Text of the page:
History and evolution of art in India
Sakal Chitrakala Spardha 2017 is happening all over Maharashtra in a few days from now. In the run-up to this grand event which will involve lakhs of school students from all over the state, Sakal Times brings you two articles (first one today and the second one in Thursday's edition ) on art.
Art can be defined as something that is created with imagination and skill, which is beautiful or that expresses important feelings or ideas. Normally, this would include paintings, sculptures and other artifacts. An expanded definition could also include architecture.
The creations of earliest inhabitants of the Indian subcontinent - the stone age societies go back a long time. The rock paintings at Bhimbetka near Bhopal used organic pigments to depict humans and animals. These paintings were done by the inhabitants of the rock shelters, who lived there as early as 30000 years BCE. Padmashri Dr Vishnu Wakankar, an eminent archaeologist, is credited to have discovered these rock shelters at Bhimbetka and carried out extensive research on rock paintings, which throw a significant light on this important period in the evolution of man.
Around 2500 BC, the emergence of Harappan culture in the northwest marked an important milestone. The This era produced artifacts such as decorated pottery and small human sculptures, bulls, animals, ornaments and toys. By the first millennium BCE, the population started shifting eastward in the fertile Gangetic plain. They cleared forests and started farming. Cities emerged as centres of trade and commerce. This era is important for the emergence of Mahajanapada, the early form of the modern concept of a state. Emperor Asoka ( 269-232 BCE ) was the first major patron of Buddhist art. Asokan lion pillar at Sarnath from third century BCE is the emblem of the Indian Republic.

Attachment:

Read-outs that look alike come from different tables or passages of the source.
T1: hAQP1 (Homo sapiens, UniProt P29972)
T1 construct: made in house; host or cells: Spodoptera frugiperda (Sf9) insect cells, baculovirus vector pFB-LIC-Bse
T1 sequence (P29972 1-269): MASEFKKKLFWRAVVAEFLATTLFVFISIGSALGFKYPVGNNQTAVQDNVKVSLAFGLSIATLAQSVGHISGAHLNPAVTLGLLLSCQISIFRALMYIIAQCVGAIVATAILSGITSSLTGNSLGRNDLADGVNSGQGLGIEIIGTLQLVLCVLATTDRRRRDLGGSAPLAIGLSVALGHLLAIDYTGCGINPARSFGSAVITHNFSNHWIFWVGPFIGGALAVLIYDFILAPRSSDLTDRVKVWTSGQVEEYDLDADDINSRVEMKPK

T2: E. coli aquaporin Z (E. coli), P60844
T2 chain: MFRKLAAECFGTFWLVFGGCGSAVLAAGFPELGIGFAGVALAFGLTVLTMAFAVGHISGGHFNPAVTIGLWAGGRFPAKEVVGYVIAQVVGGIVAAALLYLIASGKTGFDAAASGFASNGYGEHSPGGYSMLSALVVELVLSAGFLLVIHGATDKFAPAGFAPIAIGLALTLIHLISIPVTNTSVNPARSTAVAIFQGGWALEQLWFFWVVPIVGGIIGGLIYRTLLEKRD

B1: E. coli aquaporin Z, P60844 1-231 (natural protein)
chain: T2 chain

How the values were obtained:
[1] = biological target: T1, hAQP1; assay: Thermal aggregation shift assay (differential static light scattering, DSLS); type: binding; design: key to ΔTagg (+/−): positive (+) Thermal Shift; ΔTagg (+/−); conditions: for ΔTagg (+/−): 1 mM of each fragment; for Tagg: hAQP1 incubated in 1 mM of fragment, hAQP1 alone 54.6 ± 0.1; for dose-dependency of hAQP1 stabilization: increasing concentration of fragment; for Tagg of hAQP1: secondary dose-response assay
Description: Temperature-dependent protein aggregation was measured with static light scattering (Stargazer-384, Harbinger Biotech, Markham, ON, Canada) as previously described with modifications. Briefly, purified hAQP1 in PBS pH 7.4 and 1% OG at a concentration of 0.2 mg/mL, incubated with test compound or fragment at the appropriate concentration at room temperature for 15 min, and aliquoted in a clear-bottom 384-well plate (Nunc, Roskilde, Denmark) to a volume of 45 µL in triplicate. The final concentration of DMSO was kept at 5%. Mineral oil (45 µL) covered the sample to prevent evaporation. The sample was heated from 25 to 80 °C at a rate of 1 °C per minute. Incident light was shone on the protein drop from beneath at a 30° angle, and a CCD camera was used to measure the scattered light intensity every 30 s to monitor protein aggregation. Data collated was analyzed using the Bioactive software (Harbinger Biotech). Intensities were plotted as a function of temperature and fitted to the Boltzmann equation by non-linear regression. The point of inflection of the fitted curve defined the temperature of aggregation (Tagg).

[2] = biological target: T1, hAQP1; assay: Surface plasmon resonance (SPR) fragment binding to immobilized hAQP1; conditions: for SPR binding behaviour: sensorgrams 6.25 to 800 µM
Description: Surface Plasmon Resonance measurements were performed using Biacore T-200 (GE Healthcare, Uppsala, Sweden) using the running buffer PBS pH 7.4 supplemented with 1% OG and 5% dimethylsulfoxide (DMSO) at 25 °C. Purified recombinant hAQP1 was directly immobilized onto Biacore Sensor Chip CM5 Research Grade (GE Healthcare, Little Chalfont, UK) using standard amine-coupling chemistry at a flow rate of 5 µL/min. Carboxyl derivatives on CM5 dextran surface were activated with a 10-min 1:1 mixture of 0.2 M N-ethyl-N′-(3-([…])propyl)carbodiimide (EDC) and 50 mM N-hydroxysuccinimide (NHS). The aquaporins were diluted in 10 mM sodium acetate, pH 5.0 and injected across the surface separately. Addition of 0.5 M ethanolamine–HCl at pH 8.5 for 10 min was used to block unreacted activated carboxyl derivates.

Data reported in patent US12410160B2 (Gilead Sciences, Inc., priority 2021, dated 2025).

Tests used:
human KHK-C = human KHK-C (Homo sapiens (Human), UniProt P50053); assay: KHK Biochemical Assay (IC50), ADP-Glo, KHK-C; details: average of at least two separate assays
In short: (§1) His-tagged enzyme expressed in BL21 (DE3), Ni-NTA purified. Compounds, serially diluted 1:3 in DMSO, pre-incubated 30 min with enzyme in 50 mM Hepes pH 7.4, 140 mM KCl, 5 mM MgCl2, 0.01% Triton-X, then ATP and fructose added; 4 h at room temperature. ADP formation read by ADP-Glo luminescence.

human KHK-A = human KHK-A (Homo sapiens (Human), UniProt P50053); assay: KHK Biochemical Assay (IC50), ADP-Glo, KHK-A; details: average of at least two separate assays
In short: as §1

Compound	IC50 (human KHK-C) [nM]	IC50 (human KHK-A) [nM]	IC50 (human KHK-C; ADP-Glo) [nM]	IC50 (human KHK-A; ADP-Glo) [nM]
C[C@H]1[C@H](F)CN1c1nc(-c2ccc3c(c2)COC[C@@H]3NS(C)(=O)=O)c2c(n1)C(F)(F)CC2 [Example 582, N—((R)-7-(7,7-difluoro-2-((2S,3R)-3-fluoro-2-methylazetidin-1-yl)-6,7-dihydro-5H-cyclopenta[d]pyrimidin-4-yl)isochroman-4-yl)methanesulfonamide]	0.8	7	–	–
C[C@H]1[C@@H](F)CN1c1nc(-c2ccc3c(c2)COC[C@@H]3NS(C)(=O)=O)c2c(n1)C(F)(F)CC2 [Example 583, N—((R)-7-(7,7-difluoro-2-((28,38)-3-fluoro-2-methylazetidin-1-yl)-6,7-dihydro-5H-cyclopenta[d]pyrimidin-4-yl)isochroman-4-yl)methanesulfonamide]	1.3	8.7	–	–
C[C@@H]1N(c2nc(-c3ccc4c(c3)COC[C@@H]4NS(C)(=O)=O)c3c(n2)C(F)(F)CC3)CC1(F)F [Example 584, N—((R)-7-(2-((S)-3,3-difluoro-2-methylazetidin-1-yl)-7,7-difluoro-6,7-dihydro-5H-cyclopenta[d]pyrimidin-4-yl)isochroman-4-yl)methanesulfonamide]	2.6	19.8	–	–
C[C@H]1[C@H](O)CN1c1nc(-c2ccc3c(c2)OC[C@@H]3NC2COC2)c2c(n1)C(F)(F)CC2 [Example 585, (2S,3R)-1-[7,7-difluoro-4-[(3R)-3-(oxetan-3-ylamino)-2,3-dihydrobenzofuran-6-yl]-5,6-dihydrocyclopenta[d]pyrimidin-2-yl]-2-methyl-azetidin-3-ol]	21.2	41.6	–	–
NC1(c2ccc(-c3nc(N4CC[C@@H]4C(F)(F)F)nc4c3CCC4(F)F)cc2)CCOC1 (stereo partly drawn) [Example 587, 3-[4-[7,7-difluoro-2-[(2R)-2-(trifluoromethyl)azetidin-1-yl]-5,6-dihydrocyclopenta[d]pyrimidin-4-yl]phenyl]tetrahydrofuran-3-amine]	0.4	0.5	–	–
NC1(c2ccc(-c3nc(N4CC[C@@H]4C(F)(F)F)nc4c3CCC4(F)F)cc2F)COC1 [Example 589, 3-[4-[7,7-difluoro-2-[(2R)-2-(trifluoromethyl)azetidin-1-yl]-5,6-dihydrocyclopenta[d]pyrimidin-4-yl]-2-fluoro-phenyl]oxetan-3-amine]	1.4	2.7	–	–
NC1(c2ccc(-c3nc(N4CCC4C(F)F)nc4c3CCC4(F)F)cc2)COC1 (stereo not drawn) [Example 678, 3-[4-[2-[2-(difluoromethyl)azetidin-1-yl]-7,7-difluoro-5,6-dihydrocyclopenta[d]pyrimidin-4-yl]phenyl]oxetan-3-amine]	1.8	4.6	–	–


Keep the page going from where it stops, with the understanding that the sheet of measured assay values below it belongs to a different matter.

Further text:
Between the first century BCE and first century CE, major Buddhist projects were completed with support from all sections of the society. It is remarkable that people from all walks of life contributed to creating these public projects. The Great Stupa at Sanchi is one of the best-known stupas, which is in good shape even today. Between 120 BCE and 400 CE, over a thousand viharas and chaityas were built in Buddhist monastic complexes along ancient trade routes. A fine example of this would be the chaitya at Bhaja and Karle.
The Gupta period (320-467 CE) is considered as the pinnacle of ancient Indian civilisation. Established by Chandragupta I in 320 CE in Bihar, the empire reached its crowning glory in the reign of Samudragupta (335-76 CE). Stupas, viharas and chaityas continued to be built all over India and beyond, especially along the silk route. The kings of Vakataka dynasty commissioned paintings at the rock-cut monasteries at Ajanta. The artists at Ajanta revel in action, drama and human emotions. They utilised the walls of the viharas for large-scale paintings to narrate Jataka tales and life of Buddha. The two paintings of Bodhisattva were commissioned during the reign of Harisena of Vakataka dynasty (460-77 CE).
In the subsequent period, the Hindu temple emerged as the focal point for several innovative ideas. The bronze sculpture of Siva Nataraja from Cola period, 10th century CE is an important milestone. The temples housed narrative reliefs featuring animals, floral, foliate and geometric designs. The narrative sculptures at Ellora and Elephanta are outstanding examples of rock sculptures.
In the period after eighth century, three temple sites can be singled out for their scale and aesthetics - Thanjavur in the south, Bhubaneshwar in the east and Khajuraho in central India. From the 10th century onwards, the northern plains of India were raided by the Turks and Afghans who were attracted by the stories of legendary wealth. The rise of Islam altered the skyline of north India with the Islamic architectural style making its mark. (To be continued)
- Milind Sathe
(The author is the founder of Indiaart Gallery and Indiaart.com)